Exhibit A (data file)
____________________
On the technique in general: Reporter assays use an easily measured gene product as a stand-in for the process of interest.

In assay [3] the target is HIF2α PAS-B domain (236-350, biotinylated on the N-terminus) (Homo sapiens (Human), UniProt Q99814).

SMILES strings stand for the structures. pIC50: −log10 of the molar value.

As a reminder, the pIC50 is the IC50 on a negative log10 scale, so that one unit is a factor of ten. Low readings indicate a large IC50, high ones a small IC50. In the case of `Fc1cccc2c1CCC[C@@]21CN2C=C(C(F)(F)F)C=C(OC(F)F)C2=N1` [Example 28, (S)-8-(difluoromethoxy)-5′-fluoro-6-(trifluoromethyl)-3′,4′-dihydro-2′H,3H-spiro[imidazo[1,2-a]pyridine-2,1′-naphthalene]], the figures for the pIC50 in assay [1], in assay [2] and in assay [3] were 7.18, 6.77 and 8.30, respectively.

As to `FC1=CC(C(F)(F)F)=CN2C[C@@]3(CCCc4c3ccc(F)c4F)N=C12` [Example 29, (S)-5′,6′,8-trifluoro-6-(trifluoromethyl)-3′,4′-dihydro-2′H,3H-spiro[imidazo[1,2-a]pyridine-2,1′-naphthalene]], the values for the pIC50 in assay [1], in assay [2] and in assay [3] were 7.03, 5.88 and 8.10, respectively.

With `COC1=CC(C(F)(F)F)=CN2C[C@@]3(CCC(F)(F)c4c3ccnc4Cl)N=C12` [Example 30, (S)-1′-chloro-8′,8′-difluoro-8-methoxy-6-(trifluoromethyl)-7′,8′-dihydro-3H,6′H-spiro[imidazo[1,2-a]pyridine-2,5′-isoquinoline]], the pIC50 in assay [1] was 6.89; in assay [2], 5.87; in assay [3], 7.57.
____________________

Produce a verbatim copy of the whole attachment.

On the technique in general: Reporter assays use an easily measured gene product as a stand-in for the process of interest.

In assay [3] the target is HIF2α PAS-B domain (236-350, biotinylated on the N-terminus) (Homo sapiens (Human), UniProt Q99814).

SMILES strings stand for the structures. pIC50: −log10 of the molar value.

As a reminder, the pIC50 is the IC50 on a negative log10 scale, so that one unit is a factor of ten. Low readings indicate a large IC50, high ones a small IC50. In the case of `Fc1cccc2c1CCC[C@@]21CN2C=C(C(F)(F)F)C=C(OC(F)F)C2=N1` [Example 28, (S)-8-(difluoromethoxy)-5′-fluoro-6-(trifluoromethyl)-3′,4′-dihydro-2′H,3H-spiro[imidazo[1,2-a]pyridine-2,1′-naphthalene]], the figures for the pIC50 in assay [1], in assay [2] and in assay [3] were 7.18, 6.77 and 8.30, respectively.

As to `FC1=CC(C(F)(F)F)=CN2C[C@@]3(CCCc4c3ccc(F)c4F)N=C12` [Example 29, (S)-5′,6′,8-trifluoro-6-(trifluoromethyl)-3′,4′-dihydro-2′H,3H-spiro[imidazo[1,2-a]pyridine-2,1′-naphthalene]], the values for the pIC50 in assay [1], in assay [2] and in assay [3] were 7.03, 5.88 and 8.10, respectively.

With `COC1=CC(C(F)(F)F)=CN2C[C@@]3(CCC(F)(F)c4c3ccnc4Cl)N=C12` [Example 30, (S)-1′-chloro-8′,8′-difluoro-8-methoxy-6-(trifluoromethyl)-7′,8′-dihydro-3H,6′H-spiro[imidazo[1,2-a]pyridine-2,5′-isoquinoline]], the pIC50 in assay [1] was 6.89; in assay [2], 5.87; in assay [3], 7.57.